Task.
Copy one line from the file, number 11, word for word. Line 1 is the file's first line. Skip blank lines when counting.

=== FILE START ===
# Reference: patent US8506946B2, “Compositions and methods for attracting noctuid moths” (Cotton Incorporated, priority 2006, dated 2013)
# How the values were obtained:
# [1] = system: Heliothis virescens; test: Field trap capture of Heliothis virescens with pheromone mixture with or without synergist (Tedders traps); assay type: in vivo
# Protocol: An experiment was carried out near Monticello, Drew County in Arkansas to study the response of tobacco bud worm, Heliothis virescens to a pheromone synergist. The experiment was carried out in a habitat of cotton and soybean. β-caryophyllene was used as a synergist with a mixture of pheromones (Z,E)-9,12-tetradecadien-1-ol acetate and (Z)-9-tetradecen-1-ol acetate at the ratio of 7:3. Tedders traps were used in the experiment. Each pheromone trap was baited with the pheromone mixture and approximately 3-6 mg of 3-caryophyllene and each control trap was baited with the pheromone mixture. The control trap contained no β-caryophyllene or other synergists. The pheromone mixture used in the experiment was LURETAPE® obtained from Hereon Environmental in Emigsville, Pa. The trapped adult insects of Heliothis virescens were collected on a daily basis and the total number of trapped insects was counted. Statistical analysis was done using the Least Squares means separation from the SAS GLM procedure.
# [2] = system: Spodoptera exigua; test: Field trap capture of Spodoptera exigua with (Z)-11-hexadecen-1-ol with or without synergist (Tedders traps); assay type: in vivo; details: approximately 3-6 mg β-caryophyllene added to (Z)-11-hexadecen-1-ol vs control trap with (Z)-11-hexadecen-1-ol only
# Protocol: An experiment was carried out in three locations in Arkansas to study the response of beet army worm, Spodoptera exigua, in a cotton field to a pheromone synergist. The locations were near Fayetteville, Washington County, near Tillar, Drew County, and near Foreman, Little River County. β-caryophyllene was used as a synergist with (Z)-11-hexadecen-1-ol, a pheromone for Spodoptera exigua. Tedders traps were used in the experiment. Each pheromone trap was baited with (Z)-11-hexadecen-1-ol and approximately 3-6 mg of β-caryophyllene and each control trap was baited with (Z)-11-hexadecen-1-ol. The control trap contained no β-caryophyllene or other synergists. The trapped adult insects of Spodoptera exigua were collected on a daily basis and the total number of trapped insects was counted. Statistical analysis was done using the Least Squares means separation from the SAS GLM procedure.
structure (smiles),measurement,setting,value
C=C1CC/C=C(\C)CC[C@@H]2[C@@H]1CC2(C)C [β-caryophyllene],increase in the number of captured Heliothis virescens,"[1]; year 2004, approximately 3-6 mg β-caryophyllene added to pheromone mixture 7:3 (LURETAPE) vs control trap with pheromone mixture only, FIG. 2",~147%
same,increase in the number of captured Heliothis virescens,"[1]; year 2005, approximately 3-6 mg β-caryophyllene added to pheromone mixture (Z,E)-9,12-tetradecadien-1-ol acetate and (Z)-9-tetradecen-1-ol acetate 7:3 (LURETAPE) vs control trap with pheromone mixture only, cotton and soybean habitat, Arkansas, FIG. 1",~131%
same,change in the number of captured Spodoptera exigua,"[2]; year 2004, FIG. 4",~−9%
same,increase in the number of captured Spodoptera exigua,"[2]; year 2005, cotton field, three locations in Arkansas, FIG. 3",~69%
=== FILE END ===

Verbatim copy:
same,increase in the number of captured Spodoptera exigua,"[2]; year 2005, cotton field, three locations in Arkansas, FIG. 3",~69%